A large chain store offered 1100 CCA batteries with lifetime warranty in the mid 1980s. They were 2/3 the size of a standard car battery so "One size fits most" After two were replaced in six months under warranty they supplied a battery that was sized to the battery area but had 720 CCA and a MUCH higher reserve and Amp/h rating. That was the battery that lasted several Canadian prairie winters.
 

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While we're talking about batteries:

  1. It's worth noting on side post batteries to NOT crank the bolts in when tightening - you may cause a leak or weaken the connection to the internal plates.
  2. Did these cars come with a battery blanket when new? These cars do a good job isolating the battery from engine heat but that's not a benefit in the winter.
 

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Did these cars come with a battery blanket when new? These cars do a good job isolating the battery from engine heat but that's not a benefit in the winter.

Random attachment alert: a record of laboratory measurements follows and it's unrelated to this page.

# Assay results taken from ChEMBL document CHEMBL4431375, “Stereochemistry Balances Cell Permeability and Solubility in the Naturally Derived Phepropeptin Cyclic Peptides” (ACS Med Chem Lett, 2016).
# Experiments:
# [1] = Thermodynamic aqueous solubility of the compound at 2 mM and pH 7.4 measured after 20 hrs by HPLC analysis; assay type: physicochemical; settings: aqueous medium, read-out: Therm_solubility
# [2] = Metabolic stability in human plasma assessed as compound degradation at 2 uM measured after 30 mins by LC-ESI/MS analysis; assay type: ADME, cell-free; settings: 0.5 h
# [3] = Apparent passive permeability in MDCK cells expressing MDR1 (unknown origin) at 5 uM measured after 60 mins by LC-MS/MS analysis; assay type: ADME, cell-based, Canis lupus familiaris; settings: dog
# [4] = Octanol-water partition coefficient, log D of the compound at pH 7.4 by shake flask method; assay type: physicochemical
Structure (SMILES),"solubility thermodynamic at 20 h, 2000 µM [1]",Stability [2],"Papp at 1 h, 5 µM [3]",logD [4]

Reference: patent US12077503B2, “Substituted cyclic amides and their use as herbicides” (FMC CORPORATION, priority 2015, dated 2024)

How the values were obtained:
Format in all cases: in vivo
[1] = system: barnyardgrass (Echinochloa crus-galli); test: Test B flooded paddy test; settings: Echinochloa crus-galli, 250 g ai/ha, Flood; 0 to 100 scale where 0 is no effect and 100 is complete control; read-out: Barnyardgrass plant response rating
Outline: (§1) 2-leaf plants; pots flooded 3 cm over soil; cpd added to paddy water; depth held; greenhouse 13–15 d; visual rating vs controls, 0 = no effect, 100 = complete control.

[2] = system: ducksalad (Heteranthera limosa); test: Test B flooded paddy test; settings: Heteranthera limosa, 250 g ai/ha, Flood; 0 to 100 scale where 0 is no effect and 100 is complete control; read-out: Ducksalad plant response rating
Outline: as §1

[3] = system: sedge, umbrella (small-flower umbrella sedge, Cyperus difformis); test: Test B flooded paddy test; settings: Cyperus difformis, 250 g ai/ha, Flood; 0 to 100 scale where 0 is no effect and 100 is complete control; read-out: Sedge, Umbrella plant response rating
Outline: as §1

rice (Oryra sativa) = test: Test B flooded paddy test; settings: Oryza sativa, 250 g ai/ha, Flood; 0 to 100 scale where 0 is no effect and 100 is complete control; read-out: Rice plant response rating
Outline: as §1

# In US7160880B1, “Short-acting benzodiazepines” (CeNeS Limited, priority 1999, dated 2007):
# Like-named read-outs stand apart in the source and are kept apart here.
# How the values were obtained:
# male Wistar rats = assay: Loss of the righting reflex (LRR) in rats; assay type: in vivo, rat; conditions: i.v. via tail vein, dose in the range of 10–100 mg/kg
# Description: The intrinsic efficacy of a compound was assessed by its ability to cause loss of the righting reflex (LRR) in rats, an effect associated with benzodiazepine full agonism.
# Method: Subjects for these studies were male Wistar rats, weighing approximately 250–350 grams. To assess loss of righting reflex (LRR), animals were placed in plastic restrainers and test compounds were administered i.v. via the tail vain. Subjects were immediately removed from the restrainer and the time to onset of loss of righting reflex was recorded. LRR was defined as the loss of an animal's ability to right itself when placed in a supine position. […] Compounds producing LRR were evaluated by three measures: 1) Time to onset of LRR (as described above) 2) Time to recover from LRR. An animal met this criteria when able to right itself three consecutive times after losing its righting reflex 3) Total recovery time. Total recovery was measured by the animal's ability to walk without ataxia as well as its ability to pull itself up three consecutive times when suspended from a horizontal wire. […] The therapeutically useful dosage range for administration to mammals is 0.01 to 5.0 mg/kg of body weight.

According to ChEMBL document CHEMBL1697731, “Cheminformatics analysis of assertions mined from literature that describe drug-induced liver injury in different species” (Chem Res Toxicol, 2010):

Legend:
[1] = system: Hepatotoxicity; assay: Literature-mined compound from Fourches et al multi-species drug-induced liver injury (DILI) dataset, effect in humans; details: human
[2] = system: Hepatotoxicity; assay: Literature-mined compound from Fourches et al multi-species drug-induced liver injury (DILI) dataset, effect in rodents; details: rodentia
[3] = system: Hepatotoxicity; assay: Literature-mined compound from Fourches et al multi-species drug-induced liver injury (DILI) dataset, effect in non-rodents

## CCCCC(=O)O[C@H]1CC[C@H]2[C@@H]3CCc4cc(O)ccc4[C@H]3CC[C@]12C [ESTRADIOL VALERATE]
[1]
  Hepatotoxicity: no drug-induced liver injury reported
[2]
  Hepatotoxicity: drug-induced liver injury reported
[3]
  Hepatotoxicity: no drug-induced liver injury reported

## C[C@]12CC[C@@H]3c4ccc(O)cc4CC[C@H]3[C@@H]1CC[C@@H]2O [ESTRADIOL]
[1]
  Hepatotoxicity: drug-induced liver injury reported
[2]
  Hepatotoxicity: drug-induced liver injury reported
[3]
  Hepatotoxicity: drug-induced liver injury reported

The factory battery blanket is normally a heat reflector. In winter it isolates the battery and keeps it cold. The older charge systems reduce charge rate(voltage) as the alternator/engine warm up. This can on short trips result in a cold battery not being charged to full.

To the large vehicle and heavy equipment crowd battery blanket means a 50-120 Watt plug in wrap for the battery.
I think I found the reason in some old text books. At -30deg a battery output is about 1/2 of normal. The engine cranking amps are double. This is a bad combination that is fixed by any combination of a battery blanket, block heater, oil heater, or manual charging before starting. My choice is battery blanket, block heater, and on board trickle charger. Studies show two hours of a block heater are close to leaving it plugged in at all times.